Trending on Twitter at the moment is a hashtag that is getting a lot of attention (obviously: it’s trending).

The hashtag is #DoctorsAreDickheads.

Has it got people’s attention? Yep.

Is it inflammatory? You bet.

And it needs to be.

The shitty thing is that sometimes it takes a loud, brash moment like this for people to sit up and listen. Lousy experiences in healthcare are not isolated experiences. Not being listened to; not being believed; being dismissed; being belittled; experiencing doctor bias – these are all real. These happen frequently.

In diabetes, we hear this from the point of (mis)diagnosis right through to people who have lived with diabetes for decades. How many people were sent away from the doctor being told their symptoms where nothing? How many parents were told they were over-reacting when they repeatedly took their thirsty, constantly peeing, losing weight child to the GP? How many of us are blamed instead of helped when we start to develop complications?  Almost every single person with diabetes I have spoken has a terrible tale to share.

Hashtags like this, which often then become ‘movements’, come about for one simple reason: people are hurting and need to be heard. They don’t happen because an individual has a grudge directed at one other person. They happen, and become magnified, because there is clearly a systematic issue somewhere. One single person may start the discussion, but others see their own experiences reflected in what others are saying and join in the discussion.

Also, hashtags like this don’t happen as a first line of attack. Often, people have tried every other angle: they have tried to reason, asked to be heard, searched for someone they hope will be more sympathetic, used the system in place – the system that is meant to protect them, followed protocols for making complaints when things go wrong, written quiet pieces on their own blogs or in closed community groups in a hope that someone – anyone – will listen. They have tried being polite, quiet, compliant.

Yet they don’t feel heard.

Unsurprisingly, there have been parallels drawn between #DoctorsAreDickheads and #MeToo and #BlackLivesMatter. And in exactly as the response to #MeToo became #NotAllMen, and #BlackLivesMatter became #AllLivesMatter, predictably we are seeing #NotAllDoctors.

Suddenly the reason behind the discussion is hijacked. Doctors become defensive; others jump to their defence. And the stories of those who have been hurt, who continue to be hurt, who have sometimes had their lives turned on their head, start to get lost.

The right response to this hashtag is to listen. It is not to turn it around and defend yourself or start to attack those who are sharing their personal stories. It is not to be self-justifying. It is not protect your own interests. It is not to accuse the people sharing their stories as being aggressive, nasty, offensive, attention-seeking or confrontational.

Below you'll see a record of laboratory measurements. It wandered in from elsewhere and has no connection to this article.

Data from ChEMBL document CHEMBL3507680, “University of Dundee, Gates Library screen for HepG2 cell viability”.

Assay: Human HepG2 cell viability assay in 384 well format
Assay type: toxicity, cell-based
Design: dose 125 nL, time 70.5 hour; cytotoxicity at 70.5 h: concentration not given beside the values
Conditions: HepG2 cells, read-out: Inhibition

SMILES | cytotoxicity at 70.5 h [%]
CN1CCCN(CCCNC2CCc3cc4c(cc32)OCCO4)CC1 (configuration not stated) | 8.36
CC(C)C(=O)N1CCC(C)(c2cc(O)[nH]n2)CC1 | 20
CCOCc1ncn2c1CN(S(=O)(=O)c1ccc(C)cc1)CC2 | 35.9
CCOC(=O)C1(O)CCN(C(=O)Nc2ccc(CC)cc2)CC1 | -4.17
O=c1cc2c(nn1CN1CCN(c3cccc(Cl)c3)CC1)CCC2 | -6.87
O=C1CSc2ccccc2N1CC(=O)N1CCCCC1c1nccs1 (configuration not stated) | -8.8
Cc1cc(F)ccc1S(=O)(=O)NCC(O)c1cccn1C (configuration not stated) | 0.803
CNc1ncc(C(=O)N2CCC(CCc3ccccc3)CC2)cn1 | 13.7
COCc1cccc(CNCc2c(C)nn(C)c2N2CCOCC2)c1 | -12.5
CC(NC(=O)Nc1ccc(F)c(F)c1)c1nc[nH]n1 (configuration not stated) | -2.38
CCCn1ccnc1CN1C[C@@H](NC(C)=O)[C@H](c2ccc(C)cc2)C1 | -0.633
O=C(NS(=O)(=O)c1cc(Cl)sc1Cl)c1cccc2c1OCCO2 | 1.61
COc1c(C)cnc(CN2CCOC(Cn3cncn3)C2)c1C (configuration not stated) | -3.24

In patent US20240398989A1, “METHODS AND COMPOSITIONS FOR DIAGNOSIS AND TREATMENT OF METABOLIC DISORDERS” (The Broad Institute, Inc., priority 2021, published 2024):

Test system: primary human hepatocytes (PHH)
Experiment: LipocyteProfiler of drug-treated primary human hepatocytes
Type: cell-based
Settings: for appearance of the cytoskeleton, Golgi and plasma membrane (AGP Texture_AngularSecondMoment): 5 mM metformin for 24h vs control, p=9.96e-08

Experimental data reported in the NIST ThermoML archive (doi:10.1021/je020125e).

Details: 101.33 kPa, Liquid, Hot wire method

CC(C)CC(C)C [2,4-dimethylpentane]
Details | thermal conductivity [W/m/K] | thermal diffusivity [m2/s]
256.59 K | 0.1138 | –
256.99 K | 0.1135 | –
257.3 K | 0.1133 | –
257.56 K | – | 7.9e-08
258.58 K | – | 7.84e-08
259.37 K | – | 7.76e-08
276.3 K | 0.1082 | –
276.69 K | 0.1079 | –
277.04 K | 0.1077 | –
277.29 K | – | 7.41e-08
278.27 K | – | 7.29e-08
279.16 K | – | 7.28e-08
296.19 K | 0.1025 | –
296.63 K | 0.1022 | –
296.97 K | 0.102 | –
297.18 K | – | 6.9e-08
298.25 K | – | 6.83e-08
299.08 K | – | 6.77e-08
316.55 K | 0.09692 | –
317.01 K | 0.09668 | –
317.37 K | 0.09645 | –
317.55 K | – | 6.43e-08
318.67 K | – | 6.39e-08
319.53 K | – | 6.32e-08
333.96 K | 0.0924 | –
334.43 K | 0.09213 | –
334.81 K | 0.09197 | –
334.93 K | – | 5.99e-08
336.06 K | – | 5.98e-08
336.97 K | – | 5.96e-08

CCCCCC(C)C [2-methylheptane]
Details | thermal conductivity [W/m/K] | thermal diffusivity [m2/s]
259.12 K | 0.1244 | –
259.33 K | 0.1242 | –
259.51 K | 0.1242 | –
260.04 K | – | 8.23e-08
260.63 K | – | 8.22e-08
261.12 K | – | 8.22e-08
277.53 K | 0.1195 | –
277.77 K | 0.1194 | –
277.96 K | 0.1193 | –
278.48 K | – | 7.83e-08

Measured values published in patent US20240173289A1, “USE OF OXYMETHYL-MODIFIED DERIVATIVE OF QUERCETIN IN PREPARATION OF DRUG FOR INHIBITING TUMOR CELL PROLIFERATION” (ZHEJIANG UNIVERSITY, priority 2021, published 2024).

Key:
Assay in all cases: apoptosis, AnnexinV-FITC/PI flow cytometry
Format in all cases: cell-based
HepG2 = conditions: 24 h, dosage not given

It is to stay silent and listen. It’s to let the discomfort wash over you, surround you, move in and almost suffocate you while you remain quiet and listen.

Listen to the people who have had these horrible experiences. Recognise there is a power imbalance between medical care givers and receivers. Understand how vulnerable some people are when they are sharing their stories – and how vulnerable they were when they were let down by their doctors. And accept that the anger on show is completely and utterly understandable.

Personally, I have had some horrid experiences with doctors. Of course I’ve had some incredibly positive and empowering experiences. I have nothing but the highest regard for my own healthcare team and so many of the HCPs I am lucky to work with as part of my job. I named my kid after my endo because I honestly think that her care and expertise and compassion are part of the reason that I have an amazing teenager accompanying me in my life these days. But this isn’t about celebrating those moments.

It’s about the ones that left me feeling hopeless.

Some I’ve documented on my blog, others I feel I am still too traumatised to talk about. I have felt belittled, delegitimised, stigmatised and made to feel like a fool, a hypochondriac, a trouble maker, an attention seeker by doctors in the past. And I am a confident, educated, Bolshy advocate who understands the system. Imagine for a moment those who don’t, because we’re not hearing from them. Yet.

For every single person using the #DoctorsAreDickheads hashtag on twitter as they share their experience, there are dozens who are not doing that. It is not a loud minority who are being rabble-rousers. What we have seen in the last day or so is just the start.

Could it have been more nuanced? Maybe. Someone suggested that a better option would have been #DoctorsBeBetter, but I guarantee that those who are up in arms about this hashtag would still be crying #NotAllDoctors even if there wasn’t the profanity contained within the current hashtag.

And finally, I have a plea here. Please, do not invoke the #LanguageMatters movement as part of this discussion. Language matters – at least the way that I see it and have been working at for almost a decade now – is about ensuring that the language used when speaking to and about people with diabetes empowers and supports us.

If we want to add a language focus to this discussion it’s this: stop policing the language that ‘patients’ use. In the same way it’s not up to healthcare professionals to tell people with diabetes the language to use when speaking about our own diabetes, it is not for the medical community to tell the ‘patient’ community to tone it down or use different words when we are telling our own stories. We will use the words that resonate with us, within us, amongst us. Because these are our stories. And it’s time, and we deserve, for them – for us – to be heard.